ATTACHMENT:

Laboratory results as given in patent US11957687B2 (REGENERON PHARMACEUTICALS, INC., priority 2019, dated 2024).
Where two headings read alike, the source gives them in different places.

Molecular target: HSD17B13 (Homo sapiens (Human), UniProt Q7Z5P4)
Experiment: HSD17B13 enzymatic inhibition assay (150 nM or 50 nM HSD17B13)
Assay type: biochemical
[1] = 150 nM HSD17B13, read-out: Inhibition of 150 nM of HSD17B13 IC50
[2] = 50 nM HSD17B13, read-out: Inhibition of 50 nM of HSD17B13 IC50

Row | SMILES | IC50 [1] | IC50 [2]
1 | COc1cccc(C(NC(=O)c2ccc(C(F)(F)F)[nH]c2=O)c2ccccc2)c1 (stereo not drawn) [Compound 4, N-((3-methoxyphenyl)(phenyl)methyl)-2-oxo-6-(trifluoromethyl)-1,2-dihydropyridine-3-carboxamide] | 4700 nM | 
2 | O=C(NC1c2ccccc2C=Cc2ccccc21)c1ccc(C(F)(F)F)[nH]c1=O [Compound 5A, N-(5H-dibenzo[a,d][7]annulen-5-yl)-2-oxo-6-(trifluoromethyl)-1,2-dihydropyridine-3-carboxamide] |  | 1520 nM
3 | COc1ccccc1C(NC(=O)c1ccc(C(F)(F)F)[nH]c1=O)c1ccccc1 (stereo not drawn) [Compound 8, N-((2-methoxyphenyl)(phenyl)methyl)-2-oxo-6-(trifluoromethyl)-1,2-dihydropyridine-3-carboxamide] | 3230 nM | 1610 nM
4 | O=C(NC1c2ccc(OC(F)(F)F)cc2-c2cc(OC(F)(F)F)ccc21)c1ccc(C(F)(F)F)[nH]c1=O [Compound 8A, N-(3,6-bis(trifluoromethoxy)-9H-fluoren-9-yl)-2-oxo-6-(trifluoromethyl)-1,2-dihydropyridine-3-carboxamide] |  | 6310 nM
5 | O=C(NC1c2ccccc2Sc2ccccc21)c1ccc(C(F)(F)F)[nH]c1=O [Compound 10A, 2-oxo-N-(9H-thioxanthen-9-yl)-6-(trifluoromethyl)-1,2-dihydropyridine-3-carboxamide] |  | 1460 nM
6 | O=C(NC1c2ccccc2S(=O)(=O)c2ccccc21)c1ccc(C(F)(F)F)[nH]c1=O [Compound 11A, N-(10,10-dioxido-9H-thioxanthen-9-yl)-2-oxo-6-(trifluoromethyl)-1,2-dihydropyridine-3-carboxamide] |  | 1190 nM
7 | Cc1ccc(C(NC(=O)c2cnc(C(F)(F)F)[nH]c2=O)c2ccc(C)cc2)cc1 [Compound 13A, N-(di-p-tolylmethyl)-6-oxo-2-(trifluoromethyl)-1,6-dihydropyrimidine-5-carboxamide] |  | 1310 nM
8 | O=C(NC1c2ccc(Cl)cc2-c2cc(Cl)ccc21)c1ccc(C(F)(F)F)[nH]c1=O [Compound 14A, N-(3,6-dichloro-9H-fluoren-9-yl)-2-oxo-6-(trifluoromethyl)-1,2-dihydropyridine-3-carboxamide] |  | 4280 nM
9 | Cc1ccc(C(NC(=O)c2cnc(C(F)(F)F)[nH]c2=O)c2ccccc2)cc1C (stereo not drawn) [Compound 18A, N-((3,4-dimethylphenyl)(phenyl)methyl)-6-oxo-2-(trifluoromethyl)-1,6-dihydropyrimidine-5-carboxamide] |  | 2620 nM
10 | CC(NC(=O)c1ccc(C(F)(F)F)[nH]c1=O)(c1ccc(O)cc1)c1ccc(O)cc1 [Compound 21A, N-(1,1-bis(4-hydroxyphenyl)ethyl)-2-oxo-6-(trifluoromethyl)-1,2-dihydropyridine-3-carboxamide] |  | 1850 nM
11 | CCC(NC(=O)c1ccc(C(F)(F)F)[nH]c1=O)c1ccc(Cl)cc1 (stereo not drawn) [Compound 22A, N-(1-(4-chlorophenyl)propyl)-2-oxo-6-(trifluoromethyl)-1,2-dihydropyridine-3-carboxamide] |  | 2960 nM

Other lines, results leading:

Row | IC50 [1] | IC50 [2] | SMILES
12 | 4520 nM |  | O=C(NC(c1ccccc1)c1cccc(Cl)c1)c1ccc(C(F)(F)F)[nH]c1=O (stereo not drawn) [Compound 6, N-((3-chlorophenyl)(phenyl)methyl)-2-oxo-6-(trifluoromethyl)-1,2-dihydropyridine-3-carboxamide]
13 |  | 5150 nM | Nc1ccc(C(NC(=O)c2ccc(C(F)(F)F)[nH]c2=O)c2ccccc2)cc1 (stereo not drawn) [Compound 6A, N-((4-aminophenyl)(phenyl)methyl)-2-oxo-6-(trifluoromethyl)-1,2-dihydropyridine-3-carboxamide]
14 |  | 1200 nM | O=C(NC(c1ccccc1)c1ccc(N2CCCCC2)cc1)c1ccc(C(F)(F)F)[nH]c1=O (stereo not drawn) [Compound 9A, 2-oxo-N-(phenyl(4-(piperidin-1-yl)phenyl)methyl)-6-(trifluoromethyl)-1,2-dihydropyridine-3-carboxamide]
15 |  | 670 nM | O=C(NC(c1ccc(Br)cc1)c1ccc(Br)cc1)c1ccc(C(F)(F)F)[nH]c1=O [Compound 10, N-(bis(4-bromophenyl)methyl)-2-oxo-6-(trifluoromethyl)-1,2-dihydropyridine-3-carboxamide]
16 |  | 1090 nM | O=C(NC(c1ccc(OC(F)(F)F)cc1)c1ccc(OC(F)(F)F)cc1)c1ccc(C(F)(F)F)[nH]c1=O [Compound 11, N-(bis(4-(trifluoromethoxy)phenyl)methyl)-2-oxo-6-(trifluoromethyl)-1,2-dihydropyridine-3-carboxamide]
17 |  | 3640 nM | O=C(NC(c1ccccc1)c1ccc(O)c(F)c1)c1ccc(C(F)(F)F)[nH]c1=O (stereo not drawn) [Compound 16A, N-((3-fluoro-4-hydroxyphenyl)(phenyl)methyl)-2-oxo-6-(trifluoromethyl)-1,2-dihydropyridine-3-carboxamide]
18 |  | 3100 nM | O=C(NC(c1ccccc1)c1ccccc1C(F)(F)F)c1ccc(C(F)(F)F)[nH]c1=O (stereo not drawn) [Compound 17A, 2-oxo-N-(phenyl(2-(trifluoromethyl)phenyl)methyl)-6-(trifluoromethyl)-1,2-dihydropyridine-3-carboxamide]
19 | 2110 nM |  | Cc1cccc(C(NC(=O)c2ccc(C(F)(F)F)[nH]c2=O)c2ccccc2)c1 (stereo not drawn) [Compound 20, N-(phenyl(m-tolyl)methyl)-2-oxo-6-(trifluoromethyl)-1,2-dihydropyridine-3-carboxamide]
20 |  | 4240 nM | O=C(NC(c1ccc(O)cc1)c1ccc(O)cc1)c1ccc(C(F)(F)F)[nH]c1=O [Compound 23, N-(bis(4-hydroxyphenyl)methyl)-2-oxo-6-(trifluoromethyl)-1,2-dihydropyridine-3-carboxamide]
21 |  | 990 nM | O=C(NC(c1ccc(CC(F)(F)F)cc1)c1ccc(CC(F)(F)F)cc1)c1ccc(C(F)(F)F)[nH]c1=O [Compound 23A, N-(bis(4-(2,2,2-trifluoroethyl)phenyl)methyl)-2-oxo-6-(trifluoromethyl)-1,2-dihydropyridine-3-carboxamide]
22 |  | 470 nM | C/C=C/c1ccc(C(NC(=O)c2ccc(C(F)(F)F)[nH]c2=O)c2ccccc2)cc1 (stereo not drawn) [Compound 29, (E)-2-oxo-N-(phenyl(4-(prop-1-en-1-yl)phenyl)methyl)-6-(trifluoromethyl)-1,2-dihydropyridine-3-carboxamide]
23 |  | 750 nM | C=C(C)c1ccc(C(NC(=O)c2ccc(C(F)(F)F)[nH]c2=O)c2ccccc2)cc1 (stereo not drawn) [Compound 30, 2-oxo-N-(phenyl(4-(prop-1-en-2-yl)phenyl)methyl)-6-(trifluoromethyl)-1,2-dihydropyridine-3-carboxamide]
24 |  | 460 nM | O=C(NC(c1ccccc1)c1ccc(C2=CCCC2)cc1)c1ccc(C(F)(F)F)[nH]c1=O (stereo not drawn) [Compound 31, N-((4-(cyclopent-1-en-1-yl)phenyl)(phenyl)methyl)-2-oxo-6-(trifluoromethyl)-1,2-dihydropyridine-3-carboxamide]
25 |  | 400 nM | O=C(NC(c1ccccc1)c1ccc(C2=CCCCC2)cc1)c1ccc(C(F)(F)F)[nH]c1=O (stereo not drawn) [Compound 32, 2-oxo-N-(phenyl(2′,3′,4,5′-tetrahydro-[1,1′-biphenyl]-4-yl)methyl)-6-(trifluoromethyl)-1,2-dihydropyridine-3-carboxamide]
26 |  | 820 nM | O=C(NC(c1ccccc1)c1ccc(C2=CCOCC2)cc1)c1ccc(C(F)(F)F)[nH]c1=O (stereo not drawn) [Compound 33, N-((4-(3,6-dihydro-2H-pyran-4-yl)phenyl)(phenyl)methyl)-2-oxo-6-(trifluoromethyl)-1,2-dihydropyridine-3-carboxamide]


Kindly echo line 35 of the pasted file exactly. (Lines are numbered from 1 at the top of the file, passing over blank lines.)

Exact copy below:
25 |  | 400 nM | O=C(NC(c1ccccc1)c1ccc(C2=CCCCC2)cc1)c1ccc(C(F)(F)F)[nH]c1=O (stereo not drawn) [Compound 32, 2-oxo-N-(phenyl(2′,3′,4,5′-tetrahydro-[1,1′-biphenyl]-4-yl)methyl)-6-(trifluoromethyl)-1,2-dihydropyridine-3-carboxamide]